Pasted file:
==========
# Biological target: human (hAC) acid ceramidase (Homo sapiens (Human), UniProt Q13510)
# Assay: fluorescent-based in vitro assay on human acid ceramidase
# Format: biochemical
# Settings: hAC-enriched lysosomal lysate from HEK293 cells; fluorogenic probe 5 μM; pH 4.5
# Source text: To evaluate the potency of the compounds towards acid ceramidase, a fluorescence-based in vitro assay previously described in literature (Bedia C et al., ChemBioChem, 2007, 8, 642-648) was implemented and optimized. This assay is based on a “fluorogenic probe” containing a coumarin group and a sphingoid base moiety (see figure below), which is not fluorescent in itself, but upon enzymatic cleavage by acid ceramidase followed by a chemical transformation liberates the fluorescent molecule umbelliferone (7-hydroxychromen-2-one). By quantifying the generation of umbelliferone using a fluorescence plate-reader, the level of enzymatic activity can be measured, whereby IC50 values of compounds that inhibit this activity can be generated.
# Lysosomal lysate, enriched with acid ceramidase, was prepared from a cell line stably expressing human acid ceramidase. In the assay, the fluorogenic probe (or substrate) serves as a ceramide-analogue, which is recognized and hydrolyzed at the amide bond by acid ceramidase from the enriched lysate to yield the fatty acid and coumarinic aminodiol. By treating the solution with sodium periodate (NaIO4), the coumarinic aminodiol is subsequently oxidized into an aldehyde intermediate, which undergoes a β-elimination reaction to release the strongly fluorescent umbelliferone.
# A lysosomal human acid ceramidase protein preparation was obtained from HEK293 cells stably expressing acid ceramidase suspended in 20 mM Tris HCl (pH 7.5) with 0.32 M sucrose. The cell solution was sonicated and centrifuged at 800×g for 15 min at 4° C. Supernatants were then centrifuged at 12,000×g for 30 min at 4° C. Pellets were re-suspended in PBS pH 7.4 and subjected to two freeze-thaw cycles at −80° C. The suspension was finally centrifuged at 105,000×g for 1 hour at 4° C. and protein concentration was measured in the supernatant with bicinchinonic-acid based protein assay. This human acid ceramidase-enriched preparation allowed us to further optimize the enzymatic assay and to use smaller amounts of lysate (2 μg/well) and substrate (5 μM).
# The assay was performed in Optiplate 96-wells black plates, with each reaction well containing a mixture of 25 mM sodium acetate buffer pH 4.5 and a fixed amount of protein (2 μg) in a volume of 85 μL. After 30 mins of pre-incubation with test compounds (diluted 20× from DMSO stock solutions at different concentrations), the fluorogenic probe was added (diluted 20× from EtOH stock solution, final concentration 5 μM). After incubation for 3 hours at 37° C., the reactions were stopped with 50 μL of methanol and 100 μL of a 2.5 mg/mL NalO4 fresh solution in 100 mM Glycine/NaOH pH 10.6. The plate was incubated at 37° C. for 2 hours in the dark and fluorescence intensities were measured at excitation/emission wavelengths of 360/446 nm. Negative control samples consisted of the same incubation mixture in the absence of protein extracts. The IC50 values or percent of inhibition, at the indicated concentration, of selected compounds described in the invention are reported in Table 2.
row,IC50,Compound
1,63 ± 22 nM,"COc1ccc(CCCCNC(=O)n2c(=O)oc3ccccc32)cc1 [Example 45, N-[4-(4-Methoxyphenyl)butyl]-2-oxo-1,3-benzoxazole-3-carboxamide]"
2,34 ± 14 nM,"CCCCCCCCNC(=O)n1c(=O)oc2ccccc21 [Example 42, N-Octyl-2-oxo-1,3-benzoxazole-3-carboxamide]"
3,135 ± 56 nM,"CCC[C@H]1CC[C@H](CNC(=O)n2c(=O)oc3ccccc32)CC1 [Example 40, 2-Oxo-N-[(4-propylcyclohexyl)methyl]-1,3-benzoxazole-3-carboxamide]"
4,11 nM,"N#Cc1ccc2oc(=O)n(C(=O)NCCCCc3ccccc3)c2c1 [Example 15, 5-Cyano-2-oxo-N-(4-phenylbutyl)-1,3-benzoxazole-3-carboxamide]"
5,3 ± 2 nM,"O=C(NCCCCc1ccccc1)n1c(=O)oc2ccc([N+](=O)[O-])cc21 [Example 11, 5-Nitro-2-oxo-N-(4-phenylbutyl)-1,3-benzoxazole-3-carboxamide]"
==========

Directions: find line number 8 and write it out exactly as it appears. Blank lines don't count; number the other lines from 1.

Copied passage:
# The assay was performed in Optiplate 96-wells black plates, with each reaction well containing a mixture of 25 mM sodium acetate buffer pH 4.5 and a fixed amount of protein (2 μg) in a volume of 85 μL. After 30 mins of pre-incubation with test compounds (diluted 20× from DMSO stock solutions at different concentrations), the fluorogenic probe was added (diluted 20× from EtOH stock solution, final concentration 5 μM). After incubation for 3 hours at 37° C., the reactions were stopped with 50 μL of methanol and 100 μL of a 2.5 mg/mL NalO4 fresh solution in 100 mM Glycine/NaOH pH 10.6. The plate was incubated at 37° C. for 2 hours in the dark and fluorescence intensities were measured at excitation/emission wavelengths of 360/446 nm. Negative control samples consisted of the same incubation mixture in the absence of protein extracts. The IC50 values or percent of inhibition, at the indicated concentration, of selected compounds described in the invention are reported in Table 2.